Aviva Directory » Local & Global » Europe » Switzerland » Cities & Towns » Zurich

The city of Zürich, which is situated in the alps at the northwestern end of Lake Zürich, is the largest city in Switzerland and the capital of the the canton of Zürich. The Limmat and Sihl Rivers run through the city, and it is the financial, industrial, and cultural hub of the country. The official language of Zürich is German, but the language actually spoken is a dialect which mixes Swiss German and Alemannic known as Zürich German.

The Celtic people called Hevletii, pressed by the Germanic tribes, migrated from southern Germany to what would become Switzerland in the 2nd century BC. They left their home in southern Germany to what is now northern Switzerland, settlinng on the right ban of the Limmat River. The Romans conquered their community in about 58 BC, and the Helvetii migrated to Gaul. The Romans made a customs post of the settlement, which they named Turicum.

Zürich thrived under Roman rule, and soon became a small army stronghold with an adjacent Roman village. But after the fall of the Roman Empire in 476, the small village was conquered by the Alemanni who were a Germanic people, and then to the Franks who used Zürich as its royal residence.

Traders relocated to the community, taking advantage of its placement, which straddled European trade routes, causing the village to develop quickly. In 1218, Zürich became an imperial free city. It joined the Swiss Confederation, which banded together to oppose the Habsburgs from Austria in 1351. They accepted a constitution in 1336, based on the guild system; a guild system which balanced the power of all the local trades, crafts, and the nobility. The guilds became stronger, and in 1400, the city purchased its freedom from the emperor, a move which caused the oppressive taxes to be lifted.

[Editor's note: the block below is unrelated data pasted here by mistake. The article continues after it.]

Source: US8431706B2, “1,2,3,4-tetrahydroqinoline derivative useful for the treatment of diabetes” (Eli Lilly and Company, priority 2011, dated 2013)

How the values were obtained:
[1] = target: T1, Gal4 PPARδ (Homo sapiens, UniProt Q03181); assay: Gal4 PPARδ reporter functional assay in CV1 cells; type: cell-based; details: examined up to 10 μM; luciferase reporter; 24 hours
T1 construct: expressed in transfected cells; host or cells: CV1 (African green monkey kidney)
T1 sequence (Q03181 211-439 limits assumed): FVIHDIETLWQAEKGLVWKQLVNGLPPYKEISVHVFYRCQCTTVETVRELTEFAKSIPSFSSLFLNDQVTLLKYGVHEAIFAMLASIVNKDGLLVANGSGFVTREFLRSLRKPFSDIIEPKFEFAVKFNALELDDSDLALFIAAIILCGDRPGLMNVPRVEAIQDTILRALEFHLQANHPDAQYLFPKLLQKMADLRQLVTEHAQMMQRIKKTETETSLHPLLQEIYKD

In 1519, a priest at the Grossmünster named Huldrych Zwingli started a sermon series which would lead to the Swiss Protestant Reformation and which would change the face of Zürich. He spoke out against the Catholic Church's custom of fasting for Lent as well as the use of statues and religious icons in houses of worship. He participated in disputations in the town hall. The question of removing images from churches was the main topic. Zwingli and fellow reformer Leo Jud were, from all reports, the stars of that debate.

In small steps over the next two years, images and icons were removed from Zurich churches, the reorganization of the ministry, reforms regarding baptism, the long and tedious mass was replaced by a shorter and simpler communion service, and the suppression of organs. During the Counter-Reformation, which began in 1545 with the opening of the Council of Trent to 1648 with the end of the Thirty Years' War, the city of Zurich gave asylum to refugees from northern Italy and France. The presence of the new residents stimulated already robust cultural and economic growth.

When Napoleon occupied Switzerland in 1798, Zurich, like other cities and cantons, was reorganized under the Helvetic Republic. In 1830, the canton of Zürich, which was dominated by the city, became a sovereign member of the Swiss Confederation.

Paris's July Revolution in 1830 ignited similar revolutions in the cantons which ended up fostering liberal reform. During this period, Zürich changed its constitution numerous times.

Switzerland was neutral during World War I and again offered asylum to refugees. One of those refugees was writer James Joyce who remained in Zürich until his death in 1941.

Since the late 20th century, Zürich has been governed by a center-left coalition which has as their agenda sustainable development. The city also pursues aggressive environmental, energy, and spatial development policies.

 

 

Recommended Resources


Search for Zurich on Google, Bing, or Yahoo!